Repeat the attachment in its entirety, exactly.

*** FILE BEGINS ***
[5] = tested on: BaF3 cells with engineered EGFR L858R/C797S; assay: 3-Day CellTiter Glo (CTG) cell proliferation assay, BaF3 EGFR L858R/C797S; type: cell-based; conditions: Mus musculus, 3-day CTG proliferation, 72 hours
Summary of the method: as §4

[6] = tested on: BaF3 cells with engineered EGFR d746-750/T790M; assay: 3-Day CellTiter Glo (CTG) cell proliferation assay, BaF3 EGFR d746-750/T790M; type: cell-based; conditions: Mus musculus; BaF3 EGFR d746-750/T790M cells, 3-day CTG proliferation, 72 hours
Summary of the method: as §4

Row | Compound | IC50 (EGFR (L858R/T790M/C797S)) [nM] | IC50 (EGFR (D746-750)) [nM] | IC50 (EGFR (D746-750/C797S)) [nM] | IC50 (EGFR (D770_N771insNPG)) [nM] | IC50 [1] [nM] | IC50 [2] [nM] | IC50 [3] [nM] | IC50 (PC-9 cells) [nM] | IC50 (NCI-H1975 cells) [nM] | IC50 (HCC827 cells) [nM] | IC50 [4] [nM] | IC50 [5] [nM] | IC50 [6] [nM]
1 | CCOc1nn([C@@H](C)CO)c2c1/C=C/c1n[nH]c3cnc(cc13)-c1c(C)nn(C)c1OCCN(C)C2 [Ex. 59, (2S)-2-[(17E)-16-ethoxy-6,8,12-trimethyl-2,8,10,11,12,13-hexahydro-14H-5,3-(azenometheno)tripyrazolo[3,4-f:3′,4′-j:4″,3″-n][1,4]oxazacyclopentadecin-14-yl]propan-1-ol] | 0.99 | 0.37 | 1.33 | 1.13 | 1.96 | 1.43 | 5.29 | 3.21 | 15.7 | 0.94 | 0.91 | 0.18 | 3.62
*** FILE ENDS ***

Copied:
[5] = tested on: BaF3 cells with engineered EGFR L858R/C797S; assay: 3-Day CellTiter Glo (CTG) cell proliferation assay, BaF3 EGFR L858R/C797S; type: cell-based; conditions: Mus musculus, 3-day CTG proliferation, 72 hours
Summary of the method: as §4

[6] = tested on: BaF3 cells with engineered EGFR d746-750/T790M; assay: 3-Day CellTiter Glo (CTG) cell proliferation assay, BaF3 EGFR d746-750/T790M; type: cell-based; conditions: Mus musculus; BaF3 EGFR d746-750/T790M cells, 3-day CTG proliferation, 72 hours
Summary of the method: as §4

Row | Compound | IC50 (EGFR (L858R/T790M/C797S)) [nM] | IC50 (EGFR (D746-750)) [nM] | IC50 (EGFR (D746-750/C797S)) [nM] | IC50 (EGFR (D770_N771insNPG)) [nM] | IC50 [1] [nM] | IC50 [2] [nM] | IC50 [3] [nM] | IC50 (PC-9 cells) [nM] | IC50 (NCI-H1975 cells) [nM] | IC50 (HCC827 cells) [nM] | IC50 [4] [nM] | IC50 [5] [nM] | IC50 [6] [nM]
1 | CCOc1nn([C@@H](C)CO)c2c1/C=C/c1n[nH]c3cnc(cc13)-c1c(C)nn(C)c1OCCN(C)C2 [Ex. 59, (2S)-2-[(17E)-16-ethoxy-6,8,12-trimethyl-2,8,10,11,12,13-hexahydro-14H-5,3-(azenometheno)tripyrazolo[3,4-f:3′,4′-j:4″,3″-n][1,4]oxazacyclopentadecin-14-yl]propan-1-ol] | 0.99 | 0.37 | 1.33 | 1.13 | 1.96 | 1.43 | 5.29 | 3.21 | 15.7 | 0.94 | 0.91 | 0.18 | 3.62